The op was asking about twintips. I was just calling out what I see as irrelevant mantra imho. Are you suggesting it is better for beginners to be on strapless SB rather than TT. Too much time and added risk retrieving boards imho unless conditions are absolutely ideal.

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Re: Twintip board recommendations for people with knee issues

Postby foilholio » Sun Feb 02, 2020 1:06 am

Broken bodies like hydrofoils.

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Re: Twintip board recommendations for people with knee issues

Postby iriejohn » Sun Feb 02, 2020 1:42 am

foilholio wrote:
Sun Feb 02, 2020 1:06 am
Broken bodies like hydrofoils.
Wow, hydrofoils? That's something we've never heard of before, tell us more.

On second thoughts, don't bother.

Thanks.

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Re: Twintip board recommendations for people with knee issues

Postby Herman » Sun Feb 02, 2020 11:50 am

Irejohn

Size for size which do you think requires the more minimum power to ride, the Shotgun or the Monk?
Is one or the other capable of handling more top end power?
Or are they similar in these respects?

Regards Herman.

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Re: Twintip board recommendations for people with knee issues

Postby wedge » Sun Feb 02, 2020 8:19 pm

+1 for the Mako. Had one for the last 7 years and love it. Super fun in waves and nice in the chop.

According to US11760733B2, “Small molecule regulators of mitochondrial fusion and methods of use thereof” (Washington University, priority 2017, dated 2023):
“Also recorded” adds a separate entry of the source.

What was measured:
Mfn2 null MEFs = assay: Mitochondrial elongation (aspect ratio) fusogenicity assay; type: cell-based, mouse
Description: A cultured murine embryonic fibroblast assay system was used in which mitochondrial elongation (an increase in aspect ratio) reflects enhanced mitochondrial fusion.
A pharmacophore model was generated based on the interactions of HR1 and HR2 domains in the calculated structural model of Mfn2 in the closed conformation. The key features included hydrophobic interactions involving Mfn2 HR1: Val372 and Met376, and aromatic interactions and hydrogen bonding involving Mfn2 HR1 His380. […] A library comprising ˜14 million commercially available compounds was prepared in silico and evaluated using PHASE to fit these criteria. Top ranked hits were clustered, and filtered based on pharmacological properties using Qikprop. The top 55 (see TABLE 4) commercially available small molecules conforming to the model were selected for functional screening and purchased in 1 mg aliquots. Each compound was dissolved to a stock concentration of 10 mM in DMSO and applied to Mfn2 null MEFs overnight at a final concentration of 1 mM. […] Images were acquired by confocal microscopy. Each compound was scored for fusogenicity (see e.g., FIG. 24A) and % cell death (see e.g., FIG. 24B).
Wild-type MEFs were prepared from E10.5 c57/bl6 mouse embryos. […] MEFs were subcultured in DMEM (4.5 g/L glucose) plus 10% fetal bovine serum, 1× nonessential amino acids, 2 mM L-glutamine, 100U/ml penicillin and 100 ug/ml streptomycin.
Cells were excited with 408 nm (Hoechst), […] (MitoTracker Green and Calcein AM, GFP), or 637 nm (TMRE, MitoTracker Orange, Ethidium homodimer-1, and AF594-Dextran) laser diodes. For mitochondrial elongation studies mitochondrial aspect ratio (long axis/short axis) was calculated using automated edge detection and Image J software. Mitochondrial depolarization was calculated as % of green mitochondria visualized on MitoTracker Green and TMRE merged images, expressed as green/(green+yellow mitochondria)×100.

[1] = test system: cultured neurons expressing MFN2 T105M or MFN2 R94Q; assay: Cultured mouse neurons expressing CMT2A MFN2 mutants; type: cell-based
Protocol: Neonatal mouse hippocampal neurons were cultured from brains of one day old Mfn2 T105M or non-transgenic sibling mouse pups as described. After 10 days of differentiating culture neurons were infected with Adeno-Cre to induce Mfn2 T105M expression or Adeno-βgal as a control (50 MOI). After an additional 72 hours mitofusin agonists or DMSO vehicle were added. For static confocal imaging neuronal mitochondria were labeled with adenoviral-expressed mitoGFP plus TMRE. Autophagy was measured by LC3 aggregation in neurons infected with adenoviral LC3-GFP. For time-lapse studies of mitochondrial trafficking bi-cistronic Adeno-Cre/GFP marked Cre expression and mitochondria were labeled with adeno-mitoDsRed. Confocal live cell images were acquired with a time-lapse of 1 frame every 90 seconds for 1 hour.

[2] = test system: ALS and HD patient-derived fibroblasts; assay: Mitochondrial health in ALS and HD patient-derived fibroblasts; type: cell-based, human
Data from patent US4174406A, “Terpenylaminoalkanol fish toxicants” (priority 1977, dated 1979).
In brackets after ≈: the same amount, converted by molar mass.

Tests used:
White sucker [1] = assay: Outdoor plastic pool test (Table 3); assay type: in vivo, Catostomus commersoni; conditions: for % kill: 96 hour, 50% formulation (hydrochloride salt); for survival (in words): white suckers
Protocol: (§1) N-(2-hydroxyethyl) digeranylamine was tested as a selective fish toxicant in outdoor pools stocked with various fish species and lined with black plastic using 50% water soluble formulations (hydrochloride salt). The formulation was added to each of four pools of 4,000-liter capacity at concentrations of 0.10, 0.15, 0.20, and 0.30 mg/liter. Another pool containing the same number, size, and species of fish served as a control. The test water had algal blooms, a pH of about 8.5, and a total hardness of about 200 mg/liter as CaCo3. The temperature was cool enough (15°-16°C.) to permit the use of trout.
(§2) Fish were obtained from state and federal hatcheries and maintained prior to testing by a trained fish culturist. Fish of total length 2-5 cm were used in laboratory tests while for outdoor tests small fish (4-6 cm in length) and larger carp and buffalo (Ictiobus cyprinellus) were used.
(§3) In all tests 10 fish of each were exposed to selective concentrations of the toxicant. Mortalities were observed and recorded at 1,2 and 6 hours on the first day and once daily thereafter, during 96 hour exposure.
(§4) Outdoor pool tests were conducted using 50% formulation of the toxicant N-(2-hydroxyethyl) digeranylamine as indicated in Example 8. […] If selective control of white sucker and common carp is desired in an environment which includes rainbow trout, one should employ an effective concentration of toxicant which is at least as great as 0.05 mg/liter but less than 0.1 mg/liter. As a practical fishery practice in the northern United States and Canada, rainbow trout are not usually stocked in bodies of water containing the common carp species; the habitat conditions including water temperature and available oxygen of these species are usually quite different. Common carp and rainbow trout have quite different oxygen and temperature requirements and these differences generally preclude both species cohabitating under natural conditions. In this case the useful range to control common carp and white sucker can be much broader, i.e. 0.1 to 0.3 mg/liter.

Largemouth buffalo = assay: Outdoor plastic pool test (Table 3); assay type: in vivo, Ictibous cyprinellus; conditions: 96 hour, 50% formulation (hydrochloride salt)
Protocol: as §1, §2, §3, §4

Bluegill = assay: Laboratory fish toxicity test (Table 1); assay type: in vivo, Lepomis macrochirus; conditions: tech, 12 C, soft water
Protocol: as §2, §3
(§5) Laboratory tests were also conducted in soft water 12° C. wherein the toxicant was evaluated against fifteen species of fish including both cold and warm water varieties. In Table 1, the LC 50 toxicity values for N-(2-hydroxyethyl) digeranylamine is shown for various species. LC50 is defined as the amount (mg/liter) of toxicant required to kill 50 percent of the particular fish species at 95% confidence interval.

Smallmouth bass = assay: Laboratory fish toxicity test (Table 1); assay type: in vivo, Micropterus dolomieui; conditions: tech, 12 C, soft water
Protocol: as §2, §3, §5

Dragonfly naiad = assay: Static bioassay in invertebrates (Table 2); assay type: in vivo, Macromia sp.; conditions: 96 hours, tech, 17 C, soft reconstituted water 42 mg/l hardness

They do eat power though. Chop eats power too because it's harder to hold a clean line when going up wind. Expect to go up a kite size in some circumstances. Unfortunately, expect a few finger wagging kite-size-police as your launch. Dealt with it for years.

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Re: Twintip board recommendations for people with knee issues

Postby knotwindy » Sun Feb 02, 2020 8:30 pm

wedge wrote:
Sun Feb 02, 2020 8:19 pm
+1 for the Mako. Had one for the last 7 years and love it. Super fun in waves and nice in the chop.

They do eat power though. Chop eats power too because it's harder to hold a clean line when going up wind. Expect to go up a kite size in some circumstances. Unfortunately, expect a few finger wagging kite-size-police as your launch. Dealt with it for years.
Yup, also, once you figure out how to ride it, goes upwind better than most tt’s and boosts well. Not great for pop & slack tricks. But really smooths out the bumps. :thumb:

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Re: Twintip board recommendations for people with knee issues